Whole-Body CT after Motor Vehicle Crash: No Benefit after High-Energy Impact and with Normal Physical Examination.
Radiology. 2019 Jul;292(1):94-100. doi: 10.1148/radiol.2019182806. Epub 2019 May 28.
Belabbas D, Auger M, Lederlin M, Bonenfant J, Gandon Y, Aubé C, Paisant A.
Background Debate continues about the risks and benefits of systematic whole-body CT when no injury is clinically suspected. Risks of whole-body CT include high radiation exposure and iodine contrast agent, but its effectiveness in reducing mortality in low-risk motor vehicle crashes is unclear.
Purpose To assess unsuspected injuries revealed at whole-body CT in patients following motor vehicle crash (MVC) meeting only kinetic elements of the Vittel criteria for the severity of trauma, with no evidence of trunk injury and a Glasgow Coma Scale score of 15.
Materials and Methods This retrospective study included all consecutive adult patients who consulted an emergency department of a level 1 trauma center between August 2016 and July 2017 if they underwent whole-body CT for one or more kinetic elements of the Vittel criteria, had a normal examination of the trunk, and had a Glasgow Coma Scale score of 15. Data of the MVC mechanism and physical and biologic examinations were collected, as well as patient treatment data after whole-body CT. Whole-body CT examinations were read by two double-blinded readers to help detect unsuspected injuries.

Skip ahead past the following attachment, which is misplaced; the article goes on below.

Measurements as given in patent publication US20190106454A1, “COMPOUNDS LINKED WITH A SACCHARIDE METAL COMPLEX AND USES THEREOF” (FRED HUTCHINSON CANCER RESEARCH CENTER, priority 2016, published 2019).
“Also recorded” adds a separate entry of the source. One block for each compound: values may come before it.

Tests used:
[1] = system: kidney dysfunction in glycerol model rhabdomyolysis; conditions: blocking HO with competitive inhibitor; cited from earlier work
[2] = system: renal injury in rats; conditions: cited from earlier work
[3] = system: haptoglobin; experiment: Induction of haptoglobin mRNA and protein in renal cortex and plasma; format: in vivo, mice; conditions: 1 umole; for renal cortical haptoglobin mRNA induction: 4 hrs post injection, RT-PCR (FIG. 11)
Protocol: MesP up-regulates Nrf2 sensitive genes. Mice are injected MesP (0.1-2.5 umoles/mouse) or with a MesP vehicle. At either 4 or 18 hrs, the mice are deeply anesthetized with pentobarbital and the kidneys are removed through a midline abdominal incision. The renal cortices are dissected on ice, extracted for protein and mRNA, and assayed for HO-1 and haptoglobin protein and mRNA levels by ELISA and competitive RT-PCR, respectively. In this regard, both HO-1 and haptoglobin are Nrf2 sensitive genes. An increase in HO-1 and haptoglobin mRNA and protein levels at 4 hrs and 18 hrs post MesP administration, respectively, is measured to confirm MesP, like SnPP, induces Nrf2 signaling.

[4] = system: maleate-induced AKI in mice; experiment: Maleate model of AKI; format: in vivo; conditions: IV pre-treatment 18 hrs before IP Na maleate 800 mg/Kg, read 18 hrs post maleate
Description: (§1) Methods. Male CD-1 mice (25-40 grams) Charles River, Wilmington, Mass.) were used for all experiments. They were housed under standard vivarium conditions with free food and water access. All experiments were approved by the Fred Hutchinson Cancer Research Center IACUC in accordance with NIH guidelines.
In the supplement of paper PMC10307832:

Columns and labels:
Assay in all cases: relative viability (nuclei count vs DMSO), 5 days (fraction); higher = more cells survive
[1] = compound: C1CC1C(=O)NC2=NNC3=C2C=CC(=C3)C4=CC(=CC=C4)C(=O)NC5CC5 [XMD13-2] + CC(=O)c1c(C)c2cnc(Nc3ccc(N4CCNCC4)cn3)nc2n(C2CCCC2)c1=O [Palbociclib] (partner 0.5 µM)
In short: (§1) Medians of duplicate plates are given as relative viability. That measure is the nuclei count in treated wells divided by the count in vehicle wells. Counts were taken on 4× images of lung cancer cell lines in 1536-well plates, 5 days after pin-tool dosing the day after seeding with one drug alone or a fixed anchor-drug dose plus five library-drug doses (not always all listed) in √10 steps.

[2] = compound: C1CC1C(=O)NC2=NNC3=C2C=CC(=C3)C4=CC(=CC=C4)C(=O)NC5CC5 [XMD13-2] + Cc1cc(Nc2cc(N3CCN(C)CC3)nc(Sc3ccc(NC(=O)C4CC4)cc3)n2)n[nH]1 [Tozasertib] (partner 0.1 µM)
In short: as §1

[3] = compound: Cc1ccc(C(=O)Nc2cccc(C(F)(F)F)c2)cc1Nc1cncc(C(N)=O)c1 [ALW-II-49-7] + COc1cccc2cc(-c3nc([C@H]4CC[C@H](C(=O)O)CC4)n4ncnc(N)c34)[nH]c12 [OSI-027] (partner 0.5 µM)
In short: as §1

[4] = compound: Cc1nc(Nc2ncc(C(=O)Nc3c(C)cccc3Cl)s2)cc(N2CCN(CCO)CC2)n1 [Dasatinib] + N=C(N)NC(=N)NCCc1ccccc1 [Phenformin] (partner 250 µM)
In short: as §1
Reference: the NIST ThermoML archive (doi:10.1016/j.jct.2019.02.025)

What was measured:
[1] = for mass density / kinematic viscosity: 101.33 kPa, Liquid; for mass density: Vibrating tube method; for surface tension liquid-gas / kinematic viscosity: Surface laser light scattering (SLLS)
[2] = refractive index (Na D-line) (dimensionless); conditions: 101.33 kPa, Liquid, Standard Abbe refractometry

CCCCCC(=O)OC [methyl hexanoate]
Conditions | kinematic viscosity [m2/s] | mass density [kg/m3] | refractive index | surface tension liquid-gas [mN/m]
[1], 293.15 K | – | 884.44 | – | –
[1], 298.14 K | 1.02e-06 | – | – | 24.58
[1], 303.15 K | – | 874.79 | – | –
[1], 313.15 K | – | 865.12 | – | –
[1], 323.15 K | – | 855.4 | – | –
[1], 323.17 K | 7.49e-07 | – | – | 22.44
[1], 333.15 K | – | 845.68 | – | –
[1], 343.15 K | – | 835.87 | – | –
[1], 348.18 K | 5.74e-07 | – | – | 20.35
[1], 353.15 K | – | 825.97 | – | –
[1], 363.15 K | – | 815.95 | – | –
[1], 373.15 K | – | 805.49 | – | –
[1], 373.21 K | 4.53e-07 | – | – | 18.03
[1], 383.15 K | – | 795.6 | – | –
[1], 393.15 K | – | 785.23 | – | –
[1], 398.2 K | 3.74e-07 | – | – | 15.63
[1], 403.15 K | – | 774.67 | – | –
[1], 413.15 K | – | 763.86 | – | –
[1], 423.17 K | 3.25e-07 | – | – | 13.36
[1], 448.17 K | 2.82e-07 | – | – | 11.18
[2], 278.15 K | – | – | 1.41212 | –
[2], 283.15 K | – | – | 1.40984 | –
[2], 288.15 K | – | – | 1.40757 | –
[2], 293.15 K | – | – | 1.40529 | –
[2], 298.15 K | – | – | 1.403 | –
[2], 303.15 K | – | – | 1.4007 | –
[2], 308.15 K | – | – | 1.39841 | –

Results Ninety-three patients were included; 72 were men with a mean age of 30.8 years ± 12.0 (standard deviation). Sixty-nine patients were occupants of a car. Seventeen patients were hit by a car while on motorbikes, three while on bicycles, and four as pedestrians. Unsuspected injuries were depicted at 11 whole-body CT examinations: eight lung contusions, one acetabular fracture, one sternal fracture, and one adrenal hematoma. None of these injuries required a specific treatment. One patient with lung contusion of more than 30% of lung volume was followed without requiring further treatment.
Conclusion In this population, whole-body CT did not lead to any change in patient treatment. These results suggest whole-body CT should not be systematically performed when no evidence of trunk injury is observed in patients following motor vehicle crash meeting only kinetic elements of Vittel criteria.
Read Full Article Here: https://doi.org/10.1148/radiol.2019182806